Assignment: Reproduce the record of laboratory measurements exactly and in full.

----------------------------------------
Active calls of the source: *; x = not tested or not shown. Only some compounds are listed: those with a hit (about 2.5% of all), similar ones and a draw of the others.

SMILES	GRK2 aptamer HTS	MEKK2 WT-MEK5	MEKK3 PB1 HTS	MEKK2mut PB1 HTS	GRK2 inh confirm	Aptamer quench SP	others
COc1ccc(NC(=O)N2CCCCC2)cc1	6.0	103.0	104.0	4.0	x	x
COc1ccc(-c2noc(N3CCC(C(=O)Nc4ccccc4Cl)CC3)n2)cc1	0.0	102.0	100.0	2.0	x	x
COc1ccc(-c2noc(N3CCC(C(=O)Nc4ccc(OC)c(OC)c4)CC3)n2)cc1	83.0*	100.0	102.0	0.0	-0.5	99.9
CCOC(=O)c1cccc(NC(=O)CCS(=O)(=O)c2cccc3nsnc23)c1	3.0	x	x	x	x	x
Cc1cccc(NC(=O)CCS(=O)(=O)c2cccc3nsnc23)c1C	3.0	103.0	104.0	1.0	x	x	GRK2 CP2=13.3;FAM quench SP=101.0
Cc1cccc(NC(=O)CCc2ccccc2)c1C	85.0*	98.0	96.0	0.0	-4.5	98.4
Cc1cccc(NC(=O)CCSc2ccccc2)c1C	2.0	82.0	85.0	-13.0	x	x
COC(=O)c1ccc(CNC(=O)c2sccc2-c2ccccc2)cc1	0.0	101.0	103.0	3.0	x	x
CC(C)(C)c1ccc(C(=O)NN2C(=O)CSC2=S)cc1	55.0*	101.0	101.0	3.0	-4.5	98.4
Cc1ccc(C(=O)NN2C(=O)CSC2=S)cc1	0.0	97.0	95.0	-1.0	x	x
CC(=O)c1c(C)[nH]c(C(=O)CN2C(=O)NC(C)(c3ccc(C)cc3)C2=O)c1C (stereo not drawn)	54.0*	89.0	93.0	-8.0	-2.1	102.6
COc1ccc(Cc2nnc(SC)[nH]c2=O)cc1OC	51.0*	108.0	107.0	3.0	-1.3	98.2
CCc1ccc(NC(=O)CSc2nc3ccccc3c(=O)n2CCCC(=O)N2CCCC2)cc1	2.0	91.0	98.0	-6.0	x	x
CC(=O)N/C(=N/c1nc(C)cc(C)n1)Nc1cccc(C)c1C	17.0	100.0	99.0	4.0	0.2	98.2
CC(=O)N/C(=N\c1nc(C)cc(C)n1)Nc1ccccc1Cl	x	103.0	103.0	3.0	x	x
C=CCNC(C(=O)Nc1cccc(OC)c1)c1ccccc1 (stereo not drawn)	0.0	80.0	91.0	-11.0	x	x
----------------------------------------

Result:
Active calls of the source: *; x = not tested or not shown. Only some compounds are listed: those with a hit (about 2.5% of all), similar ones and a draw of the others.

SMILES	GRK2 aptamer HTS	MEKK2 WT-MEK5	MEKK3 PB1 HTS	MEKK2mut PB1 HTS	GRK2 inh confirm	Aptamer quench SP	others
COc1ccc(NC(=O)N2CCCCC2)cc1	6.0	103.0	104.0	4.0	x	x
COc1ccc(-c2noc(N3CCC(C(=O)Nc4ccccc4Cl)CC3)n2)cc1	0.0	102.0	100.0	2.0	x	x
COc1ccc(-c2noc(N3CCC(C(=O)Nc4ccc(OC)c(OC)c4)CC3)n2)cc1	83.0*	100.0	102.0	0.0	-0.5	99.9
CCOC(=O)c1cccc(NC(=O)CCS(=O)(=O)c2cccc3nsnc23)c1	3.0	x	x	x	x	x
Cc1cccc(NC(=O)CCS(=O)(=O)c2cccc3nsnc23)c1C	3.0	103.0	104.0	1.0	x	x	GRK2 CP2=13.3;FAM quench SP=101.0
Cc1cccc(NC(=O)CCc2ccccc2)c1C	85.0*	98.0	96.0	0.0	-4.5	98.4
Cc1cccc(NC(=O)CCSc2ccccc2)c1C	2.0	82.0	85.0	-13.0	x	x
COC(=O)c1ccc(CNC(=O)c2sccc2-c2ccccc2)cc1	0.0	101.0	103.0	3.0	x	x
CC(C)(C)c1ccc(C(=O)NN2C(=O)CSC2=S)cc1	55.0*	101.0	101.0	3.0	-4.5	98.4
Cc1ccc(C(=O)NN2C(=O)CSC2=S)cc1	0.0	97.0	95.0	-1.0	x	x
CC(=O)c1c(C)[nH]c(C(=O)CN2C(=O)NC(C)(c3ccc(C)cc3)C2=O)c1C (stereo not drawn)	54.0*	89.0	93.0	-8.0	-2.1	102.6
COc1ccc(Cc2nnc(SC)[nH]c2=O)cc1OC	51.0*	108.0	107.0	3.0	-1.3	98.2
CCc1ccc(NC(=O)CSc2nc3ccccc3c(=O)n2CCCC(=O)N2CCCC2)cc1	2.0	91.0	98.0	-6.0	x	x
CC(=O)N/C(=N/c1nc(C)cc(C)n1)Nc1cccc(C)c1C	17.0	100.0	99.0	4.0	0.2	98.2
CC(=O)N/C(=N\c1nc(C)cc(C)n1)Nc1ccccc1Cl	x	103.0	103.0	3.0	x	x
C=CCNC(C(=O)Nc1cccc(OC)c1)c1ccccc1 (stereo not drawn)	0.0	80.0	91.0	-11.0	x	x